Kinect for Windows helps decode the role of hand gestures during conversations

June 12, 2014
inect for Windows helps decode the role of hand gestures during conversations
 This photo shows the actual laboratory setup, in which Kinect sensors were placed to accommodate face-to-face and video-mediated conditions.

We all know that human communication involves more than speaking—think of how much an angry glare or an acquiescent nod says. But apart from those obvious communications via body language, we also use our hands extensively while talking. While ubiquitous, our conversational hand gestures are often difficult to analyze; it's hard to know whether and how these spontaneous, speech-accompanying hand movements shape communication processes and outcomes. Behavioral scientists want to understand the role of these nonverbal communication behaviors. So, too, do technology creators, who are eager to build tools that help people exchange and understand messages more smoothly.

To decipher what our hands are doing when we talk to others, researchers need to obtain traces of hand movements during the conversation and be able to analyze the traces in a reliable yet cost-efficient way. Professor Hao-Chuan Wang and his team at National Tsing Hua University in Taiwan realized that they could solve this problem by using a Kinect for Windows sensor to capture and record both the hand gestures and spoken words of a person-to-person conversation.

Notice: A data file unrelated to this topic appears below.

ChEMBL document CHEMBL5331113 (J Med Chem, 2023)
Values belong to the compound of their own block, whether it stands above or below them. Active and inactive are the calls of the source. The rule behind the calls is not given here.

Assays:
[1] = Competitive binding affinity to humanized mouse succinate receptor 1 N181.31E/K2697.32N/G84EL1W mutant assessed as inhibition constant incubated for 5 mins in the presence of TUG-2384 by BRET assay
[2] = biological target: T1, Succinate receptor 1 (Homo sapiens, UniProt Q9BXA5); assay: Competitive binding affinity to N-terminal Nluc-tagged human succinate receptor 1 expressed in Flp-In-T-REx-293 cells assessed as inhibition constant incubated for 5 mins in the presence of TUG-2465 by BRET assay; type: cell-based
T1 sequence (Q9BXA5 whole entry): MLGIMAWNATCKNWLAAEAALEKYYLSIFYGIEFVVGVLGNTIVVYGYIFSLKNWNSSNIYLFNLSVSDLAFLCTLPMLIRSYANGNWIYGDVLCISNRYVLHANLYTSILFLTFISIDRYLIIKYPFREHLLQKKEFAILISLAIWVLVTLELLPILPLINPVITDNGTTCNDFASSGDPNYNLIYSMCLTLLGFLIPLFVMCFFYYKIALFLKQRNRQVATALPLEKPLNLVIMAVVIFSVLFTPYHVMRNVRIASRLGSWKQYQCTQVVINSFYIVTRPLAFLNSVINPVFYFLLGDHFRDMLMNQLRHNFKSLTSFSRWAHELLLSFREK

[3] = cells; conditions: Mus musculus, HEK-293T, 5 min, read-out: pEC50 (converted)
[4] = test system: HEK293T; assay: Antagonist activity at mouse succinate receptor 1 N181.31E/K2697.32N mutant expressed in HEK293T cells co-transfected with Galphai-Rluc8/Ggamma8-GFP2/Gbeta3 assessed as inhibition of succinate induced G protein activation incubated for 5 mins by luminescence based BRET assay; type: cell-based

"We thought to use Kinect because it's one of the most popular and available motion sensors in the market. The popularity of Kinect can increase the potential impact of the proposed method," Wang explains. "It will be easy for other researchers to apply our method or replicate our study. It's also possible to run large-scale behavioral studies in the field, as we can collect behavioral data of users remotely as long as they are Kinect users. Kinect's software development kit is also … easy to work with."

With the advantages of Kinect for Windows in mind, Wang collaborated with Microsoft Research Asia to use Kinect for Windows to capture hand movements during conversation. "I knew that Microsoft Research was conducting some advanced research with Kinect," he notes, "so we were very interested in working with Microsoft researchers to deliver more good stuff to the research community and society."

inect for Windows helps decode the role of hand gestures during conversations
Schematic depicting the placement of the Kinect for Windows sensors during the experiments

During the resulting collaborative research, the team placed two Kinect sensors back-to-back between two conversational participants to document the session. The sensors captured the speech and hand movements of each of the interlocutors simultaneously, providing a time-stamped recording of the and hand traces of the interacting individuals.